The result of total() is always a floating point value. The result of sum() is an integer value if all non-NULL inputs are integers. If any input to sum() is neither an integer or a NULL then sum() returns a floating point value which might be an approximation to the true sum.

Sum() will throw an "integer overflow" exception if all inputs are integers or NULL and an integer overflow occurs at any point during the computation. Total() never throws an exception. }

############################################################################## Section INSERT insert {INSERT INSERTs} Syntax {sql-statement} { INSERT [OR ] INTO [ .] [()] VALUES() | INSERT [OR ] INTO [ .] [()] INSERT [OR ] INTO [ .] DEFAULT VALUES }

The INSERT statement comes in two basic forms. The first form (with the "VALUES" keyword) creates a single new row in an existing table. If no column-list is specified then the number of values must be the same as the number of columns in the table. If a column-list is specified, then the number of values must match the number of specified columns. Columns of the table that do not appear in the column list are filled with the default value, or with NULL if no default value is specified.

The second form of the INSERT statement takes it data from a SELECT statement. The number of columns in the result of the SELECT must exactly match the number of columns in the table if no column list is specified, or it must match the number of columns name in the column list. A new entry is made in the table for every row of the SELECT result. The SELECT may be simple or compound.

The optional conflict-clause allows the specification of an alternative constraint conflict resolution algorithm to use during this one command. See the section titled [ON CONFLICT] for additional information. For compatibility with MySQL, the parser allows the use of the single keyword REPLACE as an alias for "INSERT OR REPLACE".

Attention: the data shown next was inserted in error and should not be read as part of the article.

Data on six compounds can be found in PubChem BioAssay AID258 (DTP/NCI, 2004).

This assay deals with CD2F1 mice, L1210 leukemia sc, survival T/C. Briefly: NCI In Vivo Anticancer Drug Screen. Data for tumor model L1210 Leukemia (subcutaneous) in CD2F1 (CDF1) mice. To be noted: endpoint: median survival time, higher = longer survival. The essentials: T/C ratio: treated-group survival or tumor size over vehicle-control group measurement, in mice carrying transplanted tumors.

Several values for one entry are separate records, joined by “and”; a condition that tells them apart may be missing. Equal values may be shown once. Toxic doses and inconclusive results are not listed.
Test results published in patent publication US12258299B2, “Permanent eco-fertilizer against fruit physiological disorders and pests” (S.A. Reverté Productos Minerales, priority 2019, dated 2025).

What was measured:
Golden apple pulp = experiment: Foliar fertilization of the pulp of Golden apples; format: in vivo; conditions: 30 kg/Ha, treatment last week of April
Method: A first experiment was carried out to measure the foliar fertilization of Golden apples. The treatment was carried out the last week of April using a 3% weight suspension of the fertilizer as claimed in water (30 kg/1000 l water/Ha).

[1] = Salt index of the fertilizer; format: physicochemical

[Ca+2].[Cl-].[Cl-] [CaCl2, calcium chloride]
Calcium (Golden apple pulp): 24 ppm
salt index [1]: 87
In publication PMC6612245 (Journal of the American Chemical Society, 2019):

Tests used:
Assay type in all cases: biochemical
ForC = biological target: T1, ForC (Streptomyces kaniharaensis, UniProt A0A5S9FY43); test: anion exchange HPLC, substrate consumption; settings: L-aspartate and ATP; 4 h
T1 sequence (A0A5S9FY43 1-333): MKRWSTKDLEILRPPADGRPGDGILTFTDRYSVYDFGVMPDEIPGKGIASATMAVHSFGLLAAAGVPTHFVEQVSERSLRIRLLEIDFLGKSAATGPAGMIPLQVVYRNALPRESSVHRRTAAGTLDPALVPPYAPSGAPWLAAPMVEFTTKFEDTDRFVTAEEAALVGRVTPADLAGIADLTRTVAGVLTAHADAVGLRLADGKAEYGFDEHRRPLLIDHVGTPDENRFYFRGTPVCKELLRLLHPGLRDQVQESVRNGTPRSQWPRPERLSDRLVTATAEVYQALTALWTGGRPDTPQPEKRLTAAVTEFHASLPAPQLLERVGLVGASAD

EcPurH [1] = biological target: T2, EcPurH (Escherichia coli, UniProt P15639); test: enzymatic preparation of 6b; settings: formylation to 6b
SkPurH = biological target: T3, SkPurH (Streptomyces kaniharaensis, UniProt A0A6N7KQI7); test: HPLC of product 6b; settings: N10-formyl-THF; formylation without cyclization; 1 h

############################################################################## Section {ON CONFLICT clause} conflict {{conflict clause} {ON CONFLICT}} Syntax {conflict-clause} { ON CONFLICT } {conflict-algorithm} { ROLLBACK | ABORT | FAIL | IGNORE | REPLACE }

The ON CONFLICT clause is not a separate SQL command. It is a non-standard clause that can appear in many other SQL commands. It is given its own section in this document because it is not part of standard SQL and therefore might not be familiar.

The syntax for the ON CONFLICT clause is as shown above for the CREATE TABLE command. For the INSERT and UPDATE commands, the keywords "ON CONFLICT" are replaced by "OR", to make the syntax seem more natural. For example, instead of "INSERT ON CONFLICT IGNORE" we have "INSERT OR IGNORE". The keywords change but the meaning of the clause is the same either way.

The ON CONFLICT clause specifies an algorithm used to resolve constraint conflicts. There are five choices: ROLLBACK, ABORT, FAIL, IGNORE, and REPLACE. The default algorithm is ABORT. This is what they mean:

ROLLBACK

When a constraint violation occurs, an immediate ROLLBACK occurs, thus ending the current transaction, and the command aborts with a return code of SQLITE_CONSTRAINT. If no transaction is active (other than the implied transaction that is created on every command) then this algorithm works the same as ABORT.

ABORT

When a constraint violation occurs, the command backs out any prior changes it might have made and aborts with a return code of SQLITE_CONSTRAINT. But no ROLLBACK is executed so changes from prior commands within the same transaction are preserved. This is the default behavior.

FAIL